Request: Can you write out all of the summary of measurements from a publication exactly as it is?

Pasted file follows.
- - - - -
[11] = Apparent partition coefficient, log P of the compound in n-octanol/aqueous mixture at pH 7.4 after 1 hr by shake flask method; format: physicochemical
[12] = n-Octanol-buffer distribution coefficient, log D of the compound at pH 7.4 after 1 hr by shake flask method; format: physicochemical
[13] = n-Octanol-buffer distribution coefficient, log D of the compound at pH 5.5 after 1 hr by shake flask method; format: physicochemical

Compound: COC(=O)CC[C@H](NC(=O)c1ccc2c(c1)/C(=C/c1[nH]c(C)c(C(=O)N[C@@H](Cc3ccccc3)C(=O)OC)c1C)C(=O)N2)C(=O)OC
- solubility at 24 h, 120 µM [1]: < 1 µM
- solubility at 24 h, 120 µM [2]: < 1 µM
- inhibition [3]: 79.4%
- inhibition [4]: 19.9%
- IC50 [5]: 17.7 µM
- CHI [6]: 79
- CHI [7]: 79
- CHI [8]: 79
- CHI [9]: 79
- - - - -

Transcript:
[11] = Apparent partition coefficient, log P of the compound in n-octanol/aqueous mixture at pH 7.4 after 1 hr by shake flask method; format: physicochemical
[12] = n-Octanol-buffer distribution coefficient, log D of the compound at pH 7.4 after 1 hr by shake flask method; format: physicochemical
[13] = n-Octanol-buffer distribution coefficient, log D of the compound at pH 5.5 after 1 hr by shake flask method; format: physicochemical

Compound: COC(=O)CC[C@H](NC(=O)c1ccc2c(c1)/C(=C/c1[nH]c(C)c(C(=O)N[C@@H](Cc3ccccc3)C(=O)OC)c1C)C(=O)N2)C(=O)OC
- solubility at 24 h, 120 µM [1]: < 1 µM
- solubility at 24 h, 120 µM [2]: < 1 µM
- inhibition [3]: 79.4%
- inhibition [4]: 19.9%
- IC50 [5]: 17.7 µM
- CHI [6]: 79
- CHI [7]: 79
- CHI [8]: 79
- CHI [9]: 79